Eight Tips for a Healthy Heart
To continue with the topic on heart health that I started last week, think of your heart as a metronome. It keeps the beat to your body’s daily functions, pushing blood near and far to nourish every cell and fiber. As a powerhouse organ, you’ll want to keep your heart in tip-top shape, especially those who have diabetes, which can up your risk for heart disease. Laurence Sperling, professor of medicine in cardiology and director of the Emory Heart Disease Prevention Center in Atlanta, shares eight tips for keeping your heart healthy:
1) Exercise more. You don’t have to run five miles daily to get a good workout. Just taking more steps, if you’re counting, can have a benefit. The muscles are involved in the utilization of glucose, so regular moderate exercise is critical to individuals with diabetes. It’s important to build some regular activity into your life.
2) Sit less. Many of us spend our days in a seated position—whether at work, driving, watching TV, or using a computer. “A recent paper basically said that … if you’re sedentary more than 10 hours a day, that correlates with risk for vascular disease,” says Sperling. You may have to get creative to reduce your sitting time. Maybe going for a stroll around the office every 60 or 90 minutes is an option.
3) Eat well. Consume plenty of non-starchy vegetables, lean proteins, and low-fat dairy products. Fruits are beneficial, as well as whole grains. Just remember that they have carbohydrates, so if you have diabetes, count them as part of your carbohydrate intake for the meal.
4) Slash Sugar. Small changes can have big benefits: Cut out sugar-sweetened beverages, foods with added sugars, processed carbohydrates (white bread, white rice, and white potatoes, for instance), and curb your alcohol intake. “Alcohol is fermented sugar, and when your body breaks it down, it becomes sugar,” Sperling says.
5) Set goals. Losing weight and maintaining weight require different behaviors, but both are important. When losing weight, don’t get fixated on an ideal number. Focus on attainable goals, and weigh yourself often. To lose weight, you’ll need to either eat 500 fewer calories a day, burn 500 extra calories, or some combination of diet and exercise. To maintain your weight, Sperling recommends eating a healthy breakfast and being active—walking counts—almost every day.
6) Manage stress. Exercise, meditation, relaxation, music, and art help with stress management and heart health. Stress releases hormones in our body, and many of these hormones raise our blood sugar. Stress also impacts the blood vessels, making it harder for them to relax, which increases the risk of heart disease. Try to discern for yourself some things you can do to diffuse stress in your life.
7) Sleep better. Much like stress, poor sleep can raise stress hormones. One thing that can make getting a good night sleep difficult for people is sleep apnea, a condition many people don’t even realize they have. Symptoms include loud snoring, spells where you stop breathing at night, and excessive sleepiness during the day. Talk with your doctor if you experience any of these. It could be affecting your glucose control and upping your risk for hypertension and heart disease.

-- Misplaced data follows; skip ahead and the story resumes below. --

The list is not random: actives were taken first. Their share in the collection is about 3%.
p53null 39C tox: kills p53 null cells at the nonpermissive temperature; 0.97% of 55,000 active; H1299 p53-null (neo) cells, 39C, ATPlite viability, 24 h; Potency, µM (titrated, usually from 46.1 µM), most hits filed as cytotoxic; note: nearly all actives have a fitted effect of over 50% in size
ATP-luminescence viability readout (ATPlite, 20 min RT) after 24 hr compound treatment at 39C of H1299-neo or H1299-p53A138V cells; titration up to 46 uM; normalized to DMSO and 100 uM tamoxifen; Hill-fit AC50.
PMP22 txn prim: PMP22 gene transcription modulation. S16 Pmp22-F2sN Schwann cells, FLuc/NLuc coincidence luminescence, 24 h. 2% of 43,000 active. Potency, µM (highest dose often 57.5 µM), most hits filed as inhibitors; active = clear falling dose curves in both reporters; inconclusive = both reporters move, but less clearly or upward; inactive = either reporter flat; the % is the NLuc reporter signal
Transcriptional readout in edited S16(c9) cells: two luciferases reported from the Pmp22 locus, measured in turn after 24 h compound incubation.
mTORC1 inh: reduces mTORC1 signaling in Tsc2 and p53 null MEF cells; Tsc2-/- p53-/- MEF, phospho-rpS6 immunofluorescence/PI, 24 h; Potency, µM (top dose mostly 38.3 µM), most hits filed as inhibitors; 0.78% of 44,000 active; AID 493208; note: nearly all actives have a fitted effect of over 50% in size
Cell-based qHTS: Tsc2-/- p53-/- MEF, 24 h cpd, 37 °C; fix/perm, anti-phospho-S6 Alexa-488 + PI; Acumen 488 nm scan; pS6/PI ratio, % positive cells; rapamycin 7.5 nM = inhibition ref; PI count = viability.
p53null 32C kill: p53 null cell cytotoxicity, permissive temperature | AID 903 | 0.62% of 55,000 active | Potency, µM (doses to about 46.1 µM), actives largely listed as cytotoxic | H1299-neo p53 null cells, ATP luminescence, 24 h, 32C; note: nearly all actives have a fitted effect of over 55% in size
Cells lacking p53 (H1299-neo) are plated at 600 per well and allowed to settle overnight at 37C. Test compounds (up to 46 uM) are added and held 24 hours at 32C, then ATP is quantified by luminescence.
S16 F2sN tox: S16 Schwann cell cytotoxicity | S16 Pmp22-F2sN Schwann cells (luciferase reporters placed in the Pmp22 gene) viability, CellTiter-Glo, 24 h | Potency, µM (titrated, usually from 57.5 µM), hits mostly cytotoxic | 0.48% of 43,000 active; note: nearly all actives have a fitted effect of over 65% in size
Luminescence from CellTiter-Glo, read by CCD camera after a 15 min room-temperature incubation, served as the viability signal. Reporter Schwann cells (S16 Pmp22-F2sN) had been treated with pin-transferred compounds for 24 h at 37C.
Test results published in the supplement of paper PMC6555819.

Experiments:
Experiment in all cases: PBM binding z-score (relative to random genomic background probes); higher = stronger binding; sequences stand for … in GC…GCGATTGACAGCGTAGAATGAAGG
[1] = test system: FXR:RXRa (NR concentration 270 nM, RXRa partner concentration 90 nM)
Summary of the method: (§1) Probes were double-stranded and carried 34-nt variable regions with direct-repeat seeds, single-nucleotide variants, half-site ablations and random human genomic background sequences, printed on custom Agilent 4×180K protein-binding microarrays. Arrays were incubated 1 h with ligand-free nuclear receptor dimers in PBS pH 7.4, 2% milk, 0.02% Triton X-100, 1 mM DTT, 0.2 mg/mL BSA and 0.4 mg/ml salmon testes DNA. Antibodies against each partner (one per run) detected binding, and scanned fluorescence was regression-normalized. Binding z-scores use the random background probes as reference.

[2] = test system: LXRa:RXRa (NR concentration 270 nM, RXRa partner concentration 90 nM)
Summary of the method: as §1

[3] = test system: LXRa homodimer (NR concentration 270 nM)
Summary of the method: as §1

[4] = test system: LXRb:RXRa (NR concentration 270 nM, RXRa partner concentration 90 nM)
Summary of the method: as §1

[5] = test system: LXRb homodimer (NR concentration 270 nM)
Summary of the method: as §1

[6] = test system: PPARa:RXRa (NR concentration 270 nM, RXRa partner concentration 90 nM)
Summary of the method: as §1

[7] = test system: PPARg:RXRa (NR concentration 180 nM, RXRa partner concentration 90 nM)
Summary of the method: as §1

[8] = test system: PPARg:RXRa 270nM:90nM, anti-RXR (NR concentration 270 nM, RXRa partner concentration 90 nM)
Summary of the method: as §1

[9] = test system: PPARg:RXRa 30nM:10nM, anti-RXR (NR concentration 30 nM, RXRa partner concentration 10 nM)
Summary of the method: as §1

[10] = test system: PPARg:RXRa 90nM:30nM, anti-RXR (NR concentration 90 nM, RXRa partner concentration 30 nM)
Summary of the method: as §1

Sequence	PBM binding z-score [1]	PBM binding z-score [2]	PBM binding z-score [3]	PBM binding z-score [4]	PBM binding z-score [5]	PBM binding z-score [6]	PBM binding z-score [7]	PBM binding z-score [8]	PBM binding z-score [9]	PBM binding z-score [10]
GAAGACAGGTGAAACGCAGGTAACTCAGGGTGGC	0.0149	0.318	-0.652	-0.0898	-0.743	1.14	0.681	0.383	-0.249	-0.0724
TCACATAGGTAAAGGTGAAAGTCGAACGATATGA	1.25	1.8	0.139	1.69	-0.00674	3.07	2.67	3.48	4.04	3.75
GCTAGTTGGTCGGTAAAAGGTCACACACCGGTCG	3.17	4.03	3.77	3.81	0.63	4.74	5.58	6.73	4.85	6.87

8) Know your numbers. Keep track of your health stats using a chart or log, Sperling suggests. Check your blood pressure regularly (and blood sugar, if you have diabetes). “People can give you advice, direction, and information, but actual behavioral changes come through a good partnership between the patient and physician,” says Sperling.
Do Well, Be Well with Diabetes
I’m pleased to announce the 2017 Spring “Do Well, Be Well with Diabetes” series. Write these dates on your calendar and call our office to sign up!
– Tuesday, April 4 – topic is “Getting Started: How Food Affects Your Blood Glucose.” We’ll discuss food labels, food groups, carbohydrate choices and meal planning.
– Thursday, April 6 – topic is “Are You Eating the Right Number of Carbs? Let’s Find Out!” Discussion will focus on how to check your blood sugar, traveling with diabetes, and foods with more and less carbohydrates.
– Tuesday, April 11 – “Beyond Diet: Improving your Blood Glucose with Physical Activity” is the topic. We’ll discuss the aerobic and resistance exercise, explore proper footwear, and have fun in the process!
– Thursday, April 13 – “Improving Your Blood Glucose Control with Medication” will be led by experts in the field of diabetes medicines. We’ll also discuss managing diabetes while eating out.
– Tuesday, April 18 – This is our “graduation day” as we discuss “Having your Cake and Eating it, Too While Avoiding Complications.” Discussion will focus on various diabetes complications and how to prevent or delay them. We’ll also explore what your numbers should be (Hemoglobin A1c, blood pressure, cholesterol, etc.)
The series will be offered at 1:30 and 6:00 p.m. each day, so choose the time that works best for you! All sessions will be held at the Texas A&M AgriLife Extension Office, 1200-B W. Houston Street, in Sulphur Springs. A one-time fee of $25 (payable at the first session) covers materials, refreshments, recipes, supplementary materials, and door prizes. Please call 903-885-3443 to sign up.
Laughing is good exercise. It’s like jogging on the inside.
Johanna Hicks, B.S., M.Ed
Texas A&M AgriLife Extension Service
Family & Consumer Sciences Agent
P.O. Box 518
1200-B W. Houston
Sulphur Springs, TX 75483